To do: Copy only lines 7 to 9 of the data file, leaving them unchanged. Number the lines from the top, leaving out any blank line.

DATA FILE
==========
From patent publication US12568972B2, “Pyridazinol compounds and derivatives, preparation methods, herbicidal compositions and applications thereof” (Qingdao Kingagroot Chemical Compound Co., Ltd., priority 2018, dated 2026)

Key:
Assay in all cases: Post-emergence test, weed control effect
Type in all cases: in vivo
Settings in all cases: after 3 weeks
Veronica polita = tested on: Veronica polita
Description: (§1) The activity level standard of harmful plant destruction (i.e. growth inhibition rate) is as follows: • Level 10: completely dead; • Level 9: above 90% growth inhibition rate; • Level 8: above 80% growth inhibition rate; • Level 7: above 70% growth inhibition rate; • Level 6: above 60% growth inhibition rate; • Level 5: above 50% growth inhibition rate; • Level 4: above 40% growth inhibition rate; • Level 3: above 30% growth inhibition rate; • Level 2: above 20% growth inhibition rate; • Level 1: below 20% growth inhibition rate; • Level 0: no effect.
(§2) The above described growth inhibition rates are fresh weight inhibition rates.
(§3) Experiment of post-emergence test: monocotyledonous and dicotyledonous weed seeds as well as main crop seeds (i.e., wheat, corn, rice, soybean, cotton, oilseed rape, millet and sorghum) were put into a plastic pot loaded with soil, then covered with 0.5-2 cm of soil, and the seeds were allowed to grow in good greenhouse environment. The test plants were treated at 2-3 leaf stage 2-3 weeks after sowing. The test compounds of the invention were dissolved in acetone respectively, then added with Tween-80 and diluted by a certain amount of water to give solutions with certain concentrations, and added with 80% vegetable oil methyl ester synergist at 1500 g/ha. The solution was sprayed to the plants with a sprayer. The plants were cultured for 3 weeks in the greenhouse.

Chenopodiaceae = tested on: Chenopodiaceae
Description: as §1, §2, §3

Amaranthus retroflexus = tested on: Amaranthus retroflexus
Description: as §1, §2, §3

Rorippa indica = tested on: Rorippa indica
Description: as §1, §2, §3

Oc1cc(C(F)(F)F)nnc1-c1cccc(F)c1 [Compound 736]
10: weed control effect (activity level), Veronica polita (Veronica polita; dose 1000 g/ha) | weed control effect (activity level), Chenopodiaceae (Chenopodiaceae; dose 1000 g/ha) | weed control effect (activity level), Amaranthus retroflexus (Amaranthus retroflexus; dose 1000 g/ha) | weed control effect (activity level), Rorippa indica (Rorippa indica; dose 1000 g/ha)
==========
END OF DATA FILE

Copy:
Description: (§1) The activity level standard of harmful plant destruction (i.e. growth inhibition rate) is as follows: • Level 10: completely dead; • Level 9: above 90% growth inhibition rate; • Level 8: above 80% growth inhibition rate; • Level 7: above 70% growth inhibition rate; • Level 6: above 60% growth inhibition rate; • Level 5: above 50% growth inhibition rate; • Level 4: above 40% growth inhibition rate; • Level 3: above 30% growth inhibition rate; • Level 2: above 20% growth inhibition rate; • Level 1: below 20% growth inhibition rate; • Level 0: no effect.
(§2) The above described growth inhibition rates are fresh weight inhibition rates.
(§3) Experiment of post-emergence test: monocotyledonous and dicotyledonous weed seeds as well as main crop seeds (i.e., wheat, corn, rice, soybean, cotton, oilseed rape, millet and sorghum) were put into a plastic pot loaded with soil, then covered with 0.5-2 cm of soil, and the seeds were allowed to grow in good greenhouse environment. The test plants were treated at 2-3 leaf stage 2-3 weeks after sowing. The test compounds of the invention were dissolved in acetone respectively, then added with Tween-80 and diluted by a certain amount of water to give solutions with certain concentrations, and added with 80% vegetable oil methyl ester synergist at 1500 g/ha. The solution was sprayed to the plants with a sprayer. The plants were cultured for 3 weeks in the greenhouse.